In the Forest

I went for a walk in the forest. A meandering walk. Not my usual purposeful morning exercise walk. I needed to be with things I heard at the Byron Bay Writers Festival last weekend. I felt stirred up.

A session provocatively titled “The Ocean is Broken” with Tim Flannery and Lisa-ann Gershwin was sobering. I know that we need to hear these tIMG_1001hings and it is not easy to take in all in one go. Our life support system, our ecosystem has been and is being altered by us humans.

Overfishing, chemicals and water temperature increases have changed things and the aquatic ecosystem is becoming more toxic and responding with things like a worldwide overgrowth of jellyfish. Lisa described one species which does not die, it just regenerates and multiplies.

Lisa reported that even if we stopped our human impact immediately it would take 10,000 to 100,000 years to begin to repair and millions more to do so and then it would be to a new ‘normal’, not what once was. We can’t go back to what was.

 

It is not in our hands, it is in the hands of this dynamic living system we live within and are one small IMG_0953part of. An anthropocentric world view, the belief that human beings are the central or most significant species on the planet, has driven unrestrained human development and is based on the illusion that we are somehow in control of nature.  The people who introduced a handful of toxic cane toads to Northern Queensland probably thought they were in control, yet 200 million cane toads prove otherwise.

 

I love saying the word, ‘anthropocentric’ out loud, I like the way it rolls around in the mouth. My other favourite word to say out loud for a similar reason is ‘recalcitrant’ and I think it applies to us humans in this time. The stubborn refusal to obey rules, in this case nature’s laws.

 

When I feel the pain, anger, sadness and helplessness that comes inevitably from facing these issues, I know the best solace is to go and connect with the earth IMG_0951herself and to listen.  I once attended a workshop run by Joanna Macy, whose work centres around needing to feel our feelings about the damage to the earth, to fuel and inspire action, rather than being overwhelmed and immobilised.

 

Joanna described to us the work she did with the people of Novozybkov, a town in Russia, 294 kilometres from the Chernobyl nuclear reactor and only one kilometre from the exclusion zone created after the 1986 disaster. It is a town that had all its wooden homes bulldozed to make way for concrete high rise homes, to get the people off the contaminated ground. They will never be allowed to enter their radioactive forest. They had always been people of the forest and they were grieving.

I felt the grief rise up in me aIMG_0998nd I went outside and lay on the earth under a huge fig tree, under the gaze of Mt Warning and cried for them, for the poisoned earth, for us all.  After a while I began to feel soothed. I am not a religious person and as I lay there some words from a long ago psalm came into my mind. ” He maketh me to lie down in green pastures, he restoreth my soul. ” As I lay there I felt a deep sense of being connected to something much greater than myself.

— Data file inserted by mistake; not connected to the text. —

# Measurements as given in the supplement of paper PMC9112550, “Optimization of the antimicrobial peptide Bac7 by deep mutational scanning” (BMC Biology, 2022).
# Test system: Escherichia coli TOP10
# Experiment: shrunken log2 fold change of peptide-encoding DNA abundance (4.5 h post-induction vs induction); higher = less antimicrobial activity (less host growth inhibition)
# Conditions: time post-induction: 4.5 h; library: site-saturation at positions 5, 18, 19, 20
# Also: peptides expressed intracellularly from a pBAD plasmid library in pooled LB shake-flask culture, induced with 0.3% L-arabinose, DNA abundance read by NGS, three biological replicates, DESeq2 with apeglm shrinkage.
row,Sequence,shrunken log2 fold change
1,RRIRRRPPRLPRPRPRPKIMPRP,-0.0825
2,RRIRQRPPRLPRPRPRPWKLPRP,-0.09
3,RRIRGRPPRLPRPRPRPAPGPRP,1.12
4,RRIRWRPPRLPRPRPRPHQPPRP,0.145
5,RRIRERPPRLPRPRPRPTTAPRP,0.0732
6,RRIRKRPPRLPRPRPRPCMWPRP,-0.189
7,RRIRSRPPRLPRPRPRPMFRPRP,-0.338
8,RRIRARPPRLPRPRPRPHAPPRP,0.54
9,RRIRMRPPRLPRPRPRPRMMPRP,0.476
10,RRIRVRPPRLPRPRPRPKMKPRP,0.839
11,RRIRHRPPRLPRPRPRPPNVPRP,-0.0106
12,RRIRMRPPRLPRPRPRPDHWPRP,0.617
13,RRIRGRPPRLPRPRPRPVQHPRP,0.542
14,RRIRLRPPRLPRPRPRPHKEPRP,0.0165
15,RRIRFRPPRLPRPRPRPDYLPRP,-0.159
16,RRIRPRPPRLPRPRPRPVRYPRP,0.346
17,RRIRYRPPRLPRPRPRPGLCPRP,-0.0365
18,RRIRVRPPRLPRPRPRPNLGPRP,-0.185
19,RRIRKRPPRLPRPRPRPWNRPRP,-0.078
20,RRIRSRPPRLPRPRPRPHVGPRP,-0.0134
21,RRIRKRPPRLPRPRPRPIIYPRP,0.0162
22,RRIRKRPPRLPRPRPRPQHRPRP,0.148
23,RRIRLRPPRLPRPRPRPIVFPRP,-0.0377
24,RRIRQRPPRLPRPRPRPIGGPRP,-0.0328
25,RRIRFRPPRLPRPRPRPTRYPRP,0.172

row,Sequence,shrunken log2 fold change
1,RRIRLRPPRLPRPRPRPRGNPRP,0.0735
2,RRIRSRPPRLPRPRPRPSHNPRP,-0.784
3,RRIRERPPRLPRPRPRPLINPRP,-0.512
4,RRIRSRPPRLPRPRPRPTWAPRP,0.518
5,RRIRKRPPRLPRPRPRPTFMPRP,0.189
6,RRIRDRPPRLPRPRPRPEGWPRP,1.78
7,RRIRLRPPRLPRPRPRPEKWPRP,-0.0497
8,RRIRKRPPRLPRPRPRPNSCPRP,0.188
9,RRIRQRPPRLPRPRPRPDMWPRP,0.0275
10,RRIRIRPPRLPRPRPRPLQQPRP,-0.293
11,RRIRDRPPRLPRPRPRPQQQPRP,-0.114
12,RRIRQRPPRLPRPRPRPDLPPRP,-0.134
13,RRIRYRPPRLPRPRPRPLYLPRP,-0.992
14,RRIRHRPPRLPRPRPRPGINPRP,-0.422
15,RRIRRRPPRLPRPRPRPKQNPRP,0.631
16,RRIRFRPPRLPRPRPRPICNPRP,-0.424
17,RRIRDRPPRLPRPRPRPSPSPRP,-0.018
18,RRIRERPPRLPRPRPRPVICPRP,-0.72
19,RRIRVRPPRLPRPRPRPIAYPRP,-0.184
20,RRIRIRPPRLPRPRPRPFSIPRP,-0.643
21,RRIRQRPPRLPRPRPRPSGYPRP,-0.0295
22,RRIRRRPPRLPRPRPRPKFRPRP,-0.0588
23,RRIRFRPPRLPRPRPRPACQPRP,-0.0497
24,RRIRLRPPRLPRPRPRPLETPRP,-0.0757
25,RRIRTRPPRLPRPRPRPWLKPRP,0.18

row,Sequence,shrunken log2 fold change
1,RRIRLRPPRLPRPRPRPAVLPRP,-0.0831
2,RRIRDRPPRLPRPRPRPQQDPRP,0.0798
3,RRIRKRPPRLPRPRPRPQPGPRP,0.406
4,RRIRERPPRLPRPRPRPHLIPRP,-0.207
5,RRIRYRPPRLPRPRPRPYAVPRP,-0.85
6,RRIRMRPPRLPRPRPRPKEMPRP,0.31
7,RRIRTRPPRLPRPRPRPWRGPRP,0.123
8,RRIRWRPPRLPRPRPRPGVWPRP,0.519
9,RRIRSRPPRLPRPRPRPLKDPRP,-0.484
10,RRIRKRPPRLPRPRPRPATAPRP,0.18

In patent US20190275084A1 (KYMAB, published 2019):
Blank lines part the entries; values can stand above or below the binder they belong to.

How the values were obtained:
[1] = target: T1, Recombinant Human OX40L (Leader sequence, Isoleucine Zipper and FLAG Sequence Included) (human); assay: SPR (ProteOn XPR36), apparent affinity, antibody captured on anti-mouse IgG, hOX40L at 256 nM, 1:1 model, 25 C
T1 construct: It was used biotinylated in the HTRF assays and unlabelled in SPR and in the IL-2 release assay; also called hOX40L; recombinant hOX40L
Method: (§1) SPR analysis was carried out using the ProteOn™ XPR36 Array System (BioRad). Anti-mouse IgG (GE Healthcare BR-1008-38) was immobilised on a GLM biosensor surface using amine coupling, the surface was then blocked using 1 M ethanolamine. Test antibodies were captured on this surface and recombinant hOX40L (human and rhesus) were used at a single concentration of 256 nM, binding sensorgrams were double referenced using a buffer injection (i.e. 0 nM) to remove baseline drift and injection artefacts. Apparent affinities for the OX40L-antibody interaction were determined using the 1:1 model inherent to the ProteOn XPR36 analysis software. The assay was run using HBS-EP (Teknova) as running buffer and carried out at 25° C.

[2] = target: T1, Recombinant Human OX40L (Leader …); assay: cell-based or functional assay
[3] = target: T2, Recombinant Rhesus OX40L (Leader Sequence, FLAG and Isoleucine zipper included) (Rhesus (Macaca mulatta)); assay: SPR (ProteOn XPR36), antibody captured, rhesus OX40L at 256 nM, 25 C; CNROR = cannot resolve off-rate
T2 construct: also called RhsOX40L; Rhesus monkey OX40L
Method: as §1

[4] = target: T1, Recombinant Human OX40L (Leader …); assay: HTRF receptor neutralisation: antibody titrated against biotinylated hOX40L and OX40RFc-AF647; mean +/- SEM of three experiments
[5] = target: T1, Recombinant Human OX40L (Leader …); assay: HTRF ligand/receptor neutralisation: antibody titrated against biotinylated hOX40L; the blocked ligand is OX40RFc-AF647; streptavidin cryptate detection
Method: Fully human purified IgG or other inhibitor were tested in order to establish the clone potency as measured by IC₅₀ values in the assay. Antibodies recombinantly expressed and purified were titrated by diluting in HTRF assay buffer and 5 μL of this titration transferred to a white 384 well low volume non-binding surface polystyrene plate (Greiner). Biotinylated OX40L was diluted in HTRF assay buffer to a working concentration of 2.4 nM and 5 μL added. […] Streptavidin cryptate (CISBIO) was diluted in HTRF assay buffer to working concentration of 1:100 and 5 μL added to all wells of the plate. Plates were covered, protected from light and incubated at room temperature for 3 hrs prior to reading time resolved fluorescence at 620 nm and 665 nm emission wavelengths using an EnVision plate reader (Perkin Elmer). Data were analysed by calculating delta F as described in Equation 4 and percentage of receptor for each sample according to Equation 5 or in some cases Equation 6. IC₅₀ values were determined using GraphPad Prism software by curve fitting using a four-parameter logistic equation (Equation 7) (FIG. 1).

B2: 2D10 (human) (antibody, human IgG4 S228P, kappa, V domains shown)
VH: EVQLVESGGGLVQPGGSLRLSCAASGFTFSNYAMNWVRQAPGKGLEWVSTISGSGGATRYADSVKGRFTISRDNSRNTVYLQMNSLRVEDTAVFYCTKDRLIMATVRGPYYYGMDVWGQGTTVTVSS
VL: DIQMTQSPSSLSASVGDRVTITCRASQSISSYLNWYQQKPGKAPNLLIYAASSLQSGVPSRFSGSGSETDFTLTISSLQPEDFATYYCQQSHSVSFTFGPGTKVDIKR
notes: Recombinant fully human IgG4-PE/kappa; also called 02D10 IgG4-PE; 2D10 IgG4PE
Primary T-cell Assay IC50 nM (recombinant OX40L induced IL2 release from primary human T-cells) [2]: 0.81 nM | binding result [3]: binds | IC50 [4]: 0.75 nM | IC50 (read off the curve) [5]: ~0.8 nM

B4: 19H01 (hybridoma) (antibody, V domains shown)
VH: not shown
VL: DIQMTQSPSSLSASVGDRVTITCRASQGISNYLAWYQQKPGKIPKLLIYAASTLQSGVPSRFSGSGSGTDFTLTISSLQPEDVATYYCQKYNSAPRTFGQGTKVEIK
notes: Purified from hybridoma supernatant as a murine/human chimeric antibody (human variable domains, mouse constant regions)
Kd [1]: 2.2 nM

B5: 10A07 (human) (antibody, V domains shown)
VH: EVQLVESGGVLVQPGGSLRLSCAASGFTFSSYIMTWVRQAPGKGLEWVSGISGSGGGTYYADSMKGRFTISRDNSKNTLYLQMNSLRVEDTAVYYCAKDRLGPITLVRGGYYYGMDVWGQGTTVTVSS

John Seed has said, “I finally surrendered to the earth. Now I find myself asking for guidance and direction and energy and wisdom from the earth, knowing that I am part of the earth.”

 

As I entered the forest this week it had rained overnight so the ground was damp, the colours deeper. I took my camera along to take a photo for the Breakfast Club Diaries, a Facebook group started locally and now 1000 strong and global. The invitation is to take a snap on your morning walk and post it with the time and location.

In the forest, the damp forest, I smelt the leaf litter, the musty smell of damp decaying leaves returning to thIMG_0935e soil. I saw new shoots beginning their journey upward to the light. The whole cycle of life and death right there. I listened, bells birds calling and responding, taking me back to my childhood and a drive in the family car through another forest. I looked up into the canopy of gumtrees, a grey sky filtering through. I love the grandeur of gumtrees, their majesty.

 

In the forest, the breeze whispered through the foliage. I listened. I began to feel acceptance. Acceptance that what has happened has already happened. We can’t go back. We can only go forward with what is and we all have a part to play in what the future looks like by the choices we make today. What choices will I make ?

In the forest peace finds me.

 

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One Response to “In the Forest”

  1. Libby Says:

    From one nature lover to another, I relate to these feelings strongly, and alternate at times between feeling angry and frustrated, to helpless and powerless, and ultimately arrive also at acceptance that this is where we are, and empowered to do what I can….thanks for sharing.

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